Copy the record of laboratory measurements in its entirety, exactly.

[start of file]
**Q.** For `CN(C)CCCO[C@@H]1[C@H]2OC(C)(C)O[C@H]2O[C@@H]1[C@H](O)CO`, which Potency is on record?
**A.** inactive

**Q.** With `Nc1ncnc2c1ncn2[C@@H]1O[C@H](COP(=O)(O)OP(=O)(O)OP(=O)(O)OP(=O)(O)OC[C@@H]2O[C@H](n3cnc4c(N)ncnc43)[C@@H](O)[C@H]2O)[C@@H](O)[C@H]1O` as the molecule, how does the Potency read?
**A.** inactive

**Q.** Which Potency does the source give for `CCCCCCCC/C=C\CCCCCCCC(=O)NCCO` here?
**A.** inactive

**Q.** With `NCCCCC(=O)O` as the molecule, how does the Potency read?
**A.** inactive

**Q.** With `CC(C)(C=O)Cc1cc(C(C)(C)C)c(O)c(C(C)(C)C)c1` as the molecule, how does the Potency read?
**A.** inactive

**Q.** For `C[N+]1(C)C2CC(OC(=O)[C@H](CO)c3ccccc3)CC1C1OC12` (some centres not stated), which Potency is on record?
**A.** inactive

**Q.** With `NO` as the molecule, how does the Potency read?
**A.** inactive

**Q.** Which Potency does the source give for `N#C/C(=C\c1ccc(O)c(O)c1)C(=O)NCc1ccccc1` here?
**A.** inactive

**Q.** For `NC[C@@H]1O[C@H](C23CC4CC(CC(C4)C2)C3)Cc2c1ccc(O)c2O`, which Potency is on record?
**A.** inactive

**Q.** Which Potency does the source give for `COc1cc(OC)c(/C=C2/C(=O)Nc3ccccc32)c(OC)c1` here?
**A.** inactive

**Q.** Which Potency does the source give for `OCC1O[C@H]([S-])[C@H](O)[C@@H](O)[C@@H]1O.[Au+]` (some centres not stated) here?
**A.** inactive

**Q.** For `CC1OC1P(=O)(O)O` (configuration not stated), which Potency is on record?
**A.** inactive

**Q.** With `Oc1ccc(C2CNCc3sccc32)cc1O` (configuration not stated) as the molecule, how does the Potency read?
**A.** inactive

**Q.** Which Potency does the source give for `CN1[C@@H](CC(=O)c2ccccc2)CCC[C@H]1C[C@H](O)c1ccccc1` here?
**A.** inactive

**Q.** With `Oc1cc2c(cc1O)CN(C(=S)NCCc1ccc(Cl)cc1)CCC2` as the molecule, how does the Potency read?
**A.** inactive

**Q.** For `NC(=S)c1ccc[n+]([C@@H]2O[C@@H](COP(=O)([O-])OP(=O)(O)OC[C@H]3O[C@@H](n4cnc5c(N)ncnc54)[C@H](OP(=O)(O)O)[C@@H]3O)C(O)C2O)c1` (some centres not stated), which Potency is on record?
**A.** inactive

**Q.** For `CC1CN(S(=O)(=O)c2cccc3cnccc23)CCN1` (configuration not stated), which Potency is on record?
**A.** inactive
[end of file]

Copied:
**Q.** For `CN(C)CCCO[C@@H]1[C@H]2OC(C)(C)O[C@H]2O[C@@H]1[C@H](O)CO`, which Potency is on record?
**A.** inactive

**Q.** With `Nc1ncnc2c1ncn2[C@@H]1O[C@H](COP(=O)(O)OP(=O)(O)OP(=O)(O)OP(=O)(O)OC[C@@H]2O[C@H](n3cnc4c(N)ncnc43)[C@@H](O)[C@H]2O)[C@@H](O)[C@H]1O` as the molecule, how does the Potency read?
**A.** inactive

**Q.** Which Potency does the source give for `CCCCCCCC/C=C\CCCCCCCC(=O)NCCO` here?
**A.** inactive

**Q.** With `NCCCCC(=O)O` as the molecule, how does the Potency read?
**A.** inactive

**Q.** With `CC(C)(C=O)Cc1cc(C(C)(C)C)c(O)c(C(C)(C)C)c1` as the molecule, how does the Potency read?
**A.** inactive

**Q.** For `C[N+]1(C)C2CC(OC(=O)[C@H](CO)c3ccccc3)CC1C1OC12` (some centres not stated), which Potency is on record?
**A.** inactive

**Q.** With `NO` as the molecule, how does the Potency read?
**A.** inactive

**Q.** Which Potency does the source give for `N#C/C(=C\c1ccc(O)c(O)c1)C(=O)NCc1ccccc1` here?
**A.** inactive

**Q.** For `NC[C@@H]1O[C@H](C23CC4CC(CC(C4)C2)C3)Cc2c1ccc(O)c2O`, which Potency is on record?
**A.** inactive

**Q.** Which Potency does the source give for `COc1cc(OC)c(/C=C2/C(=O)Nc3ccccc32)c(OC)c1` here?
**A.** inactive

**Q.** Which Potency does the source give for `OCC1O[C@H]([S-])[C@H](O)[C@@H](O)[C@@H]1O.[Au+]` (some centres not stated) here?
**A.** inactive

**Q.** For `CC1OC1P(=O)(O)O` (configuration not stated), which Potency is on record?
**A.** inactive

**Q.** With `Oc1ccc(C2CNCc3sccc32)cc1O` (configuration not stated) as the molecule, how does the Potency read?
**A.** inactive

**Q.** Which Potency does the source give for `CN1[C@@H](CC(=O)c2ccccc2)CCC[C@H]1C[C@H](O)c1ccccc1` here?
**A.** inactive

**Q.** With `Oc1cc2c(cc1O)CN(C(=S)NCCc1ccc(Cl)cc1)CCC2` as the molecule, how does the Potency read?
**A.** inactive

**Q.** For `NC(=S)c1ccc[n+]([C@@H]2O[C@@H](COP(=O)([O-])OP(=O)(O)OC[C@H]3O[C@@H](n4cnc5c(N)ncnc54)[C@H](OP(=O)(O)O)[C@@H]3O)C(O)C2O)c1` (some centres not stated), which Potency is on record?
**A.** inactive

**Q.** For `CC1CN(S(=O)(=O)c2cccc3cnccc23)CCN1` (configuration not stated), which Potency is on record?
**A.** inactive